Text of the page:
17. Ingram P, Sinclair L, Edwards T. The safe removal of central venous catheters. Nurs Stand 2006 Aug 16-22;20(49):42-6.
  18. McGee DC, Gould MK. Preventing complications of central venous catheterization. N Engl J Med 2003 Mar 20;348(12):1123-33.
  19. Rosenthal K. Targeting “never events.” Nurs Manage 2008 Dec;39(12):35-8.

Supplemental Material

Self-Assessment Questions

Learning Objectives
  • Recognize risk factors that contribute to air embolism. 
  • Recall the predominant contributing risk factors for air embolisms related to central venous access devices (CVADs), according to reports submitted to the Pennsylvania Patient Safety Authority.
  • Distinguish between circumstances leading to CVAD-related air embolism that create a high risk for harm and those that create a low risk for harm.
  • Identify strategies for prevention and treatment of CVAD-related air embolism.
Questions

The following questions about this article may be useful for internal education and assessment. You may use the following examples or develop your own questions.

  1. Which of the following scenarios would not increase the risk for air embolus formation?
    1. Placement of a CVAD in a patient who is hyperventilating and unable to hold his breath
    2. Stopcock on CVAD left in open position and uncapped after blood sample drawn from the line
    3. Peripherally inserted central venous catheter (PICC) inserted in a patient with hypertension and fluid overload status
    4. Pressure applied to catheter exit site for five minutes after removal of central line, then dry sterile gauze dressing applied
  2. Which of the following is the contributing risk factor associated with CVAD-related air embolism that is most frequently reported to the Pennsylvania Patient Safety Authority
    1. Removal of the central line while the patient’s head is elevated
    2. Inadvertent placement of the venous catheter in an artery
    3. Injection of air using contrast media injectors
    4. Accidental removal of the central line by the patient
  3. Complete the following sentence: Air embolism associated with the presence of a patent foramen ovale (PFO) is highly dangerous _______________.
    1. in neonates only
    2. in 10% of adults who have confirmed PFOs
    3. only in patients with symptomatic PFOs that have been unable to be closed surgically
    4. because it allows air to move from the venous system into the arterial circulation, where it can cause a stroke or myocardial infarction
  4. Which of the following conditions for CVAD-related air embolism formation carries the highest risk of harm?
    1. 5 mL syringe of air injected into a peripheral intravenous (IV) line over 10 minutes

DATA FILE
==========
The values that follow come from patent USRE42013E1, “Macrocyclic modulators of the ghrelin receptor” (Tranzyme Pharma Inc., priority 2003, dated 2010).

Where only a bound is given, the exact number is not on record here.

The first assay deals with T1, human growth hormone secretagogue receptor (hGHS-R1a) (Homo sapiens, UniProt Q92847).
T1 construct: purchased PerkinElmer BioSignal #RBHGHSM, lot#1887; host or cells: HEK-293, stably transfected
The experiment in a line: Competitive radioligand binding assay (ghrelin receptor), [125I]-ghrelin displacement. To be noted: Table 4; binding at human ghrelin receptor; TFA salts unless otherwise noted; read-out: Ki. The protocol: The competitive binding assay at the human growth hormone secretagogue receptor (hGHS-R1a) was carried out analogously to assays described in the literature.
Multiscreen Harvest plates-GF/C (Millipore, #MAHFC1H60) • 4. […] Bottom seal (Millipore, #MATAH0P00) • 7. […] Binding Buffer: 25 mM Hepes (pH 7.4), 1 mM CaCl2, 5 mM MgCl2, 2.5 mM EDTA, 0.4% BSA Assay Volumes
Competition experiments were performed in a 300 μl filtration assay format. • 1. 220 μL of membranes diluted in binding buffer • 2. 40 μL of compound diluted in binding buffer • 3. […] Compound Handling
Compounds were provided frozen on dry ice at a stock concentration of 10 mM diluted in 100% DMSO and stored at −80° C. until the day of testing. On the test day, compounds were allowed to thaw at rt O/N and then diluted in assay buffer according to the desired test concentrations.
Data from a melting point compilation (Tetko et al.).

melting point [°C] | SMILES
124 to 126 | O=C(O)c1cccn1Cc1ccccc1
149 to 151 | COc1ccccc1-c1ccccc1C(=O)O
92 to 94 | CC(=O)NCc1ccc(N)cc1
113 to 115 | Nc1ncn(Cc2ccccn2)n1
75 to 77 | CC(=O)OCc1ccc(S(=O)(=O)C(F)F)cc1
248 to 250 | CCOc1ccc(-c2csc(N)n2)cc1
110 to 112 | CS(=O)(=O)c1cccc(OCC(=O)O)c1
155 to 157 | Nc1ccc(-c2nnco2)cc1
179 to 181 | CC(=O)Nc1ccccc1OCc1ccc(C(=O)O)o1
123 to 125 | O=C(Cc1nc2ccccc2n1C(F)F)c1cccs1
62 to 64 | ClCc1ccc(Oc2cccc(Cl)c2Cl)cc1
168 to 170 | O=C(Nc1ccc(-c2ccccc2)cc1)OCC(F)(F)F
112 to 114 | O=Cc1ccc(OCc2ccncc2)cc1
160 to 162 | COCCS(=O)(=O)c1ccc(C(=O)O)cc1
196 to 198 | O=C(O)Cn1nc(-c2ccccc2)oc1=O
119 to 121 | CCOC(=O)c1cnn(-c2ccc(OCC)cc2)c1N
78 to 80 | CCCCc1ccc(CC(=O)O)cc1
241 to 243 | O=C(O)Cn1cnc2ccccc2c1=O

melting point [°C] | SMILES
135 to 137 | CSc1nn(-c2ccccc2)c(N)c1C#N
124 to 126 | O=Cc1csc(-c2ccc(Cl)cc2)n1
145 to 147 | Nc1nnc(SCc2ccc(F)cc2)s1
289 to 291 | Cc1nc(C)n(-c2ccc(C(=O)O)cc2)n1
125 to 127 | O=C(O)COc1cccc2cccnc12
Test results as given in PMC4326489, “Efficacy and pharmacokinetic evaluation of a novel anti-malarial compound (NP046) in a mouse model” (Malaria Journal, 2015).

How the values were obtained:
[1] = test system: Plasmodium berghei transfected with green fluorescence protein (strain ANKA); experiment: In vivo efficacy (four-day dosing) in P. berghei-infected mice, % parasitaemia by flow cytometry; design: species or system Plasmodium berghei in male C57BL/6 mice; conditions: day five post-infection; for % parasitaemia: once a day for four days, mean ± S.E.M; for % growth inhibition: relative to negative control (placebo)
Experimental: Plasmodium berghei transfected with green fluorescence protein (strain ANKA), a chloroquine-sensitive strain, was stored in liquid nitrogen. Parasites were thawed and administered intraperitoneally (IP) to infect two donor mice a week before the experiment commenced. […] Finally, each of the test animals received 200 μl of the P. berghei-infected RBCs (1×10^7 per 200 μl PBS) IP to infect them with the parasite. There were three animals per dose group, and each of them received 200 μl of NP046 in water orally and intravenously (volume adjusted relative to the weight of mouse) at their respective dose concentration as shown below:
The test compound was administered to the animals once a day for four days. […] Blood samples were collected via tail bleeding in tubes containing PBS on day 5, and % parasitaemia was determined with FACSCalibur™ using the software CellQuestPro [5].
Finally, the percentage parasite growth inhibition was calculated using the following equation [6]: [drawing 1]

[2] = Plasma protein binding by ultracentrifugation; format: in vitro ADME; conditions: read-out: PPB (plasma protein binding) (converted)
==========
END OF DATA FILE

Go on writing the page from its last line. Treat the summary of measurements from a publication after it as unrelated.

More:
2. 5 mL of air injected into a CVAD over one minute
    3. 5 mL of air injected into a CVAD by rapid IV push
    4. 5 mL of air from unprimed IV tubing infused into a PICC line over five minutes
  5. All of the following are risk reduction strategies that a hospital can take to reduce the incidence of CVAD-related air embolism EXCEPT:
    1. Require training and annual competency evaluation for all nurses and physicians who perform central line removal.
    2. Mandate an evaluation by biomedical engineering when considering the purchase of any new nonintravenous medical equipment to ensure that it cannot be connected to intravenous lines or needleless IV ports.
    3. Instruct patients and families to disconnect themselves from their IV lines when ambulating to the bathroom in order to minimize tripping hazards.
    4. Consider establishing a vascular access nurse team with ownership for central line placement, daily assessment, and removal.

An elderly patient with Alzheimer’s disease has been admitted with a urinary tract infection and is being cared for on a medical-telemetry unit where he has been receiving IV antibiotics through a right upper arm double-lumen PICC line. The patient has been placed on constant observation with a sitter at the bedside due to his delirium and wandering behaviors. The patient has a pattern of becoming agitated in the evenings after his wife leaves for the day. At 7 p.m., the sitter calls the nurse into the room because the patient is more agitated than usual and is getting out of bed and pulling on his IV lines. When the nurse assesses the patient, she discovers that the patient has been incontinent and is standing next to the bed yelling, “They are trying to kill me!” He has ripped his infusion tubing, the PICC line dressing is off, and the line is out approximately 10 cm. His heart rate is 110 bpm, with a blood pressure of 88/50 mmHg, respiratory rate of 22 breaths per minute, and pulse oxygenation of 90%.

  1. In the above scenario, which combination of assessment findings is MOST suggestive of air embolism?
    1. Change in mental status, incontinence, and hypoxia
    2. Tachycardia, hypotension, and agitation
    3. Tachycardia, dyspnea, incontinence, and multiple potential points of entry for air into the bloodstream
    4. Tachypnea, tachycardia, hypotension, change in mental status, and multiple potential points of entry for air into the bloodstream
  2. Which of the following BEST describes the appropriate immediate actions to be taken in this scenario?
    1. Notify the rapid response team, speak to the patient in a reassuring manner, and attempt to get the patient to lie down on his left side, putting the bed in the Trendelenburg position and applying 100% oxygen via a nonrebreather mask while waiting for the team to arrive.
    2. Call security to help get the patient back in bed and apply four-point limb restraints, administer Haldol that has been prescribed as needed for agitation, and place the bed in the Trendelenburg position while applying 100% oxygen.
    3. Ask the sitter to help reassure the patient while assisting him back to bed in a left side-lying position, putting the bed in the Trendelenburg position and applying 100% oxygen. At the same time, delegate another staff member to notify the rapid response team and the physician responsible for the patient, continue to reassure the patient while applying an occlusive dressing to the PICC insertion site, and clamp all lines.
    4. Assist the patient back to bed, administer Haldol as ordered for agitation, and call the vascular access nurse to come assess the PICC line.